I have become my father. I don’t mean I’m short-tempered, overly particular about petty things or obsessed with finding cheap gasoline, although these are all traits he passed on to me. I mean I can’t walk.
Unlike my father, my condition is temporary — I fractured my ankle on an ill-advised descent down an icy hill on cross-country skis, landing me with a space-age boot and crutches. My father, on the other hand, begrudgingly used a walker for the last years of his life, as his balance became more and more tenuous and his legs progressively weakened from normal pressure hydrocephalus and spinal stenosis. In other words, he was old. And, like 12 million adults in the United States age 65 or older, he lived alone.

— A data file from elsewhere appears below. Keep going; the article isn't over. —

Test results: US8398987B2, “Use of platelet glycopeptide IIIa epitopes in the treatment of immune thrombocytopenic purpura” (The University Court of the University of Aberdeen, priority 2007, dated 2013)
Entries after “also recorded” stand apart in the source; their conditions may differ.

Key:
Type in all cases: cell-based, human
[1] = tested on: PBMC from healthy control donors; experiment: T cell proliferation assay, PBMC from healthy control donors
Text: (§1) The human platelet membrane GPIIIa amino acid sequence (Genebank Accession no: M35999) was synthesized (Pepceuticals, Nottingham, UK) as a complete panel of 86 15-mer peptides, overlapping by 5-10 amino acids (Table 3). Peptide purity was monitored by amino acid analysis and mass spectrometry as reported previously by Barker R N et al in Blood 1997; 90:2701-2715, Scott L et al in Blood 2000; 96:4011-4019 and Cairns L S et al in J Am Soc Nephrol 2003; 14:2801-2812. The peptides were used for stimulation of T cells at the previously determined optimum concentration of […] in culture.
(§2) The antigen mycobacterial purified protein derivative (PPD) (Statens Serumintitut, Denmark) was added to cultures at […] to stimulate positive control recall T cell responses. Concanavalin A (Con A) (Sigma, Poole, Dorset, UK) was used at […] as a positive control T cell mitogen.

It pained me to watch my father struggle. I tried hard to understand his frustrations, even when he was at his most belligerent, and did my best to alleviate them. I moved across the country to care for him after my mother died and, while we lived more than two hours apart, I regularly spent weekends with him, drove him to and from Florida each winter, and spent countless nights on the phone with his medical alert company or with paramedics each time he was unable to lift himself out of his chair late at night or, worse, took a fall. read more